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Major Warm-up Could Spell Trouble for Parts of the Prairies

April 24, 2013; 2:22 PM ET

As I have been hinting at over the past few weeks, a significant warm-up will begin across the southern Prairie region tomorrow (Thursday) and will persist into the first half of the weekend before a turn to colder weather later Sunday and early next week.

Obviously, the good news for most across this region is that it will actually feel like real spring for a change with temperatures in the mid to upper teens C in many areas Thursday then near 20 C Friday and Saturday.

The bad news is that there is a lot of snow on the ground in many areas which is going to start melting in a hurry the next few days. With a frozen ground, this water will just run off into the streams and rivers, leading to a steady rise and flood threat.

Major rivers from Alberta to Saskatchewan

Latest observed snow cover (cm) across the Prairies.

Where soil moisture is running unusually high according to EC and the CPC.

The other major issue is the spring planting (see below).

Luckily, we do not see any major rainfall with this warm-up.

Percentage of normal precipitation over the past 60 days.

This warm-up will get erased by a sharp cold front sweeping south during Sunday and this will bring temperatures back to normal and slightly below the first half of next week before another warm-up begins the second half of next week.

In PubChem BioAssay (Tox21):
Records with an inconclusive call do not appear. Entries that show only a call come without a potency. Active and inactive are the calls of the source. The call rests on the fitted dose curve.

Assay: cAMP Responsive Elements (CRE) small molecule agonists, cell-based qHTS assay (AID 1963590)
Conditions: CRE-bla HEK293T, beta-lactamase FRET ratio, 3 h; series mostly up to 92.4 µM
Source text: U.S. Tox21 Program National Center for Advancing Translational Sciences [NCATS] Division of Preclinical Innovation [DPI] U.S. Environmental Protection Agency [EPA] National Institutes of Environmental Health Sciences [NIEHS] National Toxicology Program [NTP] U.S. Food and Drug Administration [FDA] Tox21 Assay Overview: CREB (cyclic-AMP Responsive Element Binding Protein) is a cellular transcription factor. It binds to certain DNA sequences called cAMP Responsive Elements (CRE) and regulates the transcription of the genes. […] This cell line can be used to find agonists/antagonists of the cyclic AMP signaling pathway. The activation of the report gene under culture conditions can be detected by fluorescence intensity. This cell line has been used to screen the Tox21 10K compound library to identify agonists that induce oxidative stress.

Letter from west-central Saskatchewan....

By the way, I received a letter from one of my readers in west-central Saskatchewan describing the situation for farmers in that area.

He talks about how the farmers are getting quite worried, as there is still deep snow in the fields and typical seeding usually begins in early May. Clearly, that will not be the case this year as the fields will no doubt be too wet (melted snow/ice) for planting right into early May.

He predicts that there will be a lot of early maturing crops that will be planted this year instead of the regular ones.


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Brett Anderson
Brett Anderson covers both short-term and long-term weather and storm forecasts for Canada in this blog for